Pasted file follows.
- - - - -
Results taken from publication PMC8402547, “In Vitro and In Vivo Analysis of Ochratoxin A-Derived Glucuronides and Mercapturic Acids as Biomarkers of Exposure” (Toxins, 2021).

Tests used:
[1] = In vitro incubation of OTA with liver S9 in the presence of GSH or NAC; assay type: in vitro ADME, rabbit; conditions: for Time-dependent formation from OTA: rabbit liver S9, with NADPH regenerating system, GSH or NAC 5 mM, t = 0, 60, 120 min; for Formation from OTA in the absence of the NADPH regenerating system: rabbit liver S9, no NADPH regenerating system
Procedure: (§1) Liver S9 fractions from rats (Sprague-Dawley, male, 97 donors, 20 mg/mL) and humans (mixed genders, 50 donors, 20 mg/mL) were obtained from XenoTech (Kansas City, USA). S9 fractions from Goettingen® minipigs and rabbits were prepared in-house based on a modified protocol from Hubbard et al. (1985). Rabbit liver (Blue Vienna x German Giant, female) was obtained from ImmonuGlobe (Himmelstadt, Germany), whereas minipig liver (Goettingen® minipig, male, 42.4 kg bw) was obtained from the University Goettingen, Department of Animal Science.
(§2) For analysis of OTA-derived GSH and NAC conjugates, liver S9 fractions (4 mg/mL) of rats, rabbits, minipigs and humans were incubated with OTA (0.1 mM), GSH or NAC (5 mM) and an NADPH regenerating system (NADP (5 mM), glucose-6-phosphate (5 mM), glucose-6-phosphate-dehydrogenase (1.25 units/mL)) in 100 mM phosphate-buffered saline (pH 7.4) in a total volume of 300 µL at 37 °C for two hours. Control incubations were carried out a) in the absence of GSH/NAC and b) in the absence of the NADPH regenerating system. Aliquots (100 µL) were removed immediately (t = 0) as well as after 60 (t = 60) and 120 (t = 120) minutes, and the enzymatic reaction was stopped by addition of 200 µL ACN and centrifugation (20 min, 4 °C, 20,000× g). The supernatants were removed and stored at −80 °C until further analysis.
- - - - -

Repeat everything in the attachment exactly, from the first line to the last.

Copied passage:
Results taken from publication PMC8402547, “In Vitro and In Vivo Analysis of Ochratoxin A-Derived Glucuronides and Mercapturic Acids as Biomarkers of Exposure” (Toxins, 2021).

Tests used:
[1] = In vitro incubation of OTA with liver S9 in the presence of GSH or NAC; assay type: in vitro ADME, rabbit; conditions: for Time-dependent formation from OTA: rabbit liver S9, with NADPH regenerating system, GSH or NAC 5 mM, t = 0, 60, 120 min; for Formation from OTA in the absence of the NADPH regenerating system: rabbit liver S9, no NADPH regenerating system
Procedure: (§1) Liver S9 fractions from rats (Sprague-Dawley, male, 97 donors, 20 mg/mL) and humans (mixed genders, 50 donors, 20 mg/mL) were obtained from XenoTech (Kansas City, USA). S9 fractions from Goettingen® minipigs and rabbits were prepared in-house based on a modified protocol from Hubbard et al. (1985). Rabbit liver (Blue Vienna x German Giant, female) was obtained from ImmonuGlobe (Himmelstadt, Germany), whereas minipig liver (Goettingen® minipig, male, 42.4 kg bw) was obtained from the University Goettingen, Department of Animal Science.
(§2) For analysis of OTA-derived GSH and NAC conjugates, liver S9 fractions (4 mg/mL) of rats, rabbits, minipigs and humans were incubated with OTA (0.1 mM), GSH or NAC (5 mM) and an NADPH regenerating system (NADP (5 mM), glucose-6-phosphate (5 mM), glucose-6-phosphate-dehydrogenase (1.25 units/mL)) in 100 mM phosphate-buffered saline (pH 7.4) in a total volume of 300 µL at 37 °C for two hours. Control incubations were carried out a) in the absence of GSH/NAC and b) in the absence of the NADPH regenerating system. Aliquots (100 µL) were removed immediately (t = 0) as well as after 60 (t = 60) and 120 (t = 120) minutes, and the enzymatic reaction was stopped by addition of 200 µL ACN and centrifugation (20 min, 4 °C, 20,000× g). The supernatants were removed and stored at −80 °C until further analysis.